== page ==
Seney Hall from inside Williams Hall at Emory at Oxford.
I love this campus. It was "hot as a blister" yesterday, but the campus is charming.
A little bit about Seney Hall, from the Historical Marker in the park at Oxford:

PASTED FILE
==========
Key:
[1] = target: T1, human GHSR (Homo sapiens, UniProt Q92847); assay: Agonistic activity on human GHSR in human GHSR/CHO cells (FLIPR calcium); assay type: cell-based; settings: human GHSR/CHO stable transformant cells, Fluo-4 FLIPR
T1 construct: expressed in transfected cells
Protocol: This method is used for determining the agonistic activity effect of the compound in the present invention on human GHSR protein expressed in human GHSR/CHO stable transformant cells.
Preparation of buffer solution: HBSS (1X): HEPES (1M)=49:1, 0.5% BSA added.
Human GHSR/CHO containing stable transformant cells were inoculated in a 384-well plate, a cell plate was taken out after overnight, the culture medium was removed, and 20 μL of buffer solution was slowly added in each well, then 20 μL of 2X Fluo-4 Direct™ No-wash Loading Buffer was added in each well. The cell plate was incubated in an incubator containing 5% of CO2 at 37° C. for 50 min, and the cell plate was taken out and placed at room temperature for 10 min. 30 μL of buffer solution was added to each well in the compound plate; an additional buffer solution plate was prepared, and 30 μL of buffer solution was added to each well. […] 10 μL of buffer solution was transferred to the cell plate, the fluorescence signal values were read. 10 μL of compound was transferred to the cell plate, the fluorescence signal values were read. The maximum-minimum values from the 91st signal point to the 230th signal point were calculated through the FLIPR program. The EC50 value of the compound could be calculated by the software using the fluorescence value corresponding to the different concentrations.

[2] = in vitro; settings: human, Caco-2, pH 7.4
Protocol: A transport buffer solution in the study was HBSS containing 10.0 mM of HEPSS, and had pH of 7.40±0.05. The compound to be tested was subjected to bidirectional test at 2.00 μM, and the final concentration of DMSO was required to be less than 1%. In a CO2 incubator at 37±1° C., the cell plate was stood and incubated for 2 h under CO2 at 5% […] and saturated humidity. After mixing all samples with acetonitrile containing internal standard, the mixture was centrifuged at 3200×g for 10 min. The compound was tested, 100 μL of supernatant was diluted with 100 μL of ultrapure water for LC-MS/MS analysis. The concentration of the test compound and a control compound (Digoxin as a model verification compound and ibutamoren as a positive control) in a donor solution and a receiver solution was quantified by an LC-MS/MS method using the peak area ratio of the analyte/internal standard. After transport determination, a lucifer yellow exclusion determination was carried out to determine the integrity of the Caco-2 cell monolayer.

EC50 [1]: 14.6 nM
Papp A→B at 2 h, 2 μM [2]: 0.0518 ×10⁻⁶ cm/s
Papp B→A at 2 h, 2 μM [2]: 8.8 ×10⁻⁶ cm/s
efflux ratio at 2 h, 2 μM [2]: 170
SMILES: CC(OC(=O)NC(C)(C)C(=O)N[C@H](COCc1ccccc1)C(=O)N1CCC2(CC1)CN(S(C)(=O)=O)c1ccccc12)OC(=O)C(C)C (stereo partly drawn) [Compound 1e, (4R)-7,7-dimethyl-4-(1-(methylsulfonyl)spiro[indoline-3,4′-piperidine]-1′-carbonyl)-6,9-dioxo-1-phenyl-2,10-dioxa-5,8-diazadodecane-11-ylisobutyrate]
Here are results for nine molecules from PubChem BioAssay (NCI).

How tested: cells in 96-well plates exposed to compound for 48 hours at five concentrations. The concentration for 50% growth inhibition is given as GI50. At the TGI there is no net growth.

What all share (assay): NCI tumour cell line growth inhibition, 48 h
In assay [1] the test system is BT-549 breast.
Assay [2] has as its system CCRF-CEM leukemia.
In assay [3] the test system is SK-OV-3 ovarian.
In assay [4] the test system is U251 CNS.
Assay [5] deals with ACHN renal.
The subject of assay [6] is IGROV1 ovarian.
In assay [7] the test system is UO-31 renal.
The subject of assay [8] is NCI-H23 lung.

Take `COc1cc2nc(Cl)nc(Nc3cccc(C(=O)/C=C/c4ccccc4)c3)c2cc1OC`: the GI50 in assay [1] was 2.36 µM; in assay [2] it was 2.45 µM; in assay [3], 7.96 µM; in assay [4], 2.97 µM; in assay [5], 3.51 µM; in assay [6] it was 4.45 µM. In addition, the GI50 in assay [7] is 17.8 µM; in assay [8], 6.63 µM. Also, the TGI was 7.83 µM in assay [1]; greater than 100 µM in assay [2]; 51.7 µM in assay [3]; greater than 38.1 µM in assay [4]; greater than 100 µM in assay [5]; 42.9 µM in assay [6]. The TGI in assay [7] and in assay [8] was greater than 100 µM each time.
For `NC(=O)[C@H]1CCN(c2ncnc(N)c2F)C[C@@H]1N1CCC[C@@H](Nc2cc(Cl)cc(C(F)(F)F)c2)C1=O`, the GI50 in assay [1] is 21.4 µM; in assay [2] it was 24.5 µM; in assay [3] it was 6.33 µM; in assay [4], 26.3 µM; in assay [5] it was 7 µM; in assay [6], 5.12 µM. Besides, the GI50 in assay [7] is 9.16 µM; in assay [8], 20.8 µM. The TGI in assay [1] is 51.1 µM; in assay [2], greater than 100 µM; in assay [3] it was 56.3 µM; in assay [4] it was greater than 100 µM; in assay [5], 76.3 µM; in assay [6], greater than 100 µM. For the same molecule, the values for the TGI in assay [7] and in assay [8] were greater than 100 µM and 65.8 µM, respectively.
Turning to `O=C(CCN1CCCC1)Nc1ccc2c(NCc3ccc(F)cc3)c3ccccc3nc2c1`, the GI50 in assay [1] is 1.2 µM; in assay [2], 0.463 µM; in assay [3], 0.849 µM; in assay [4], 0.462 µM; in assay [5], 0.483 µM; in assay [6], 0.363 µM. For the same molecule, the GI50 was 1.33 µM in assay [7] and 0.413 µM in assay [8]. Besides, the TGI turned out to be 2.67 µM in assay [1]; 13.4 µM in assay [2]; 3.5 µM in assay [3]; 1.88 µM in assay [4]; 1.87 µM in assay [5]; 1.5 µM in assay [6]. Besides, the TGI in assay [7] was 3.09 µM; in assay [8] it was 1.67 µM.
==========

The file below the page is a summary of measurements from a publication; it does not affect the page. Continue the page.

Seney Hall is a Victorian Gothic, three-story brick Administration building built in 1881 on the foundations of the first Administration Building, a Greek Revival structure erected between 1852-53 and torn down in 1872. Seney Hall was constructed during the progressive post-Civil War administration (1875-84) of Atticus G. Haygood (b. 1839 - d. 1896), graduate of Emory College in 1859 and Methodist minister. Haygood increased the college endowment from $13,000 to $97,000, and increased the number of degrees granted from 14 to 1876, to 25 in 1883. His liberal New South philosophy was expressed in numerous sermons, lectures and books. His 1880 Thanksgiving Day sermon (see no. 1), which came to the attention of George I. Seney, a Methodist layman of New York City, resulted in Seney's giving Emory College $130,000, of which $50,000 built Seney Hall. The Seney Hall tower bell was given to the college by Dr. Alexander Means to whom it had been presented about 1855 by Queen Victoria of England.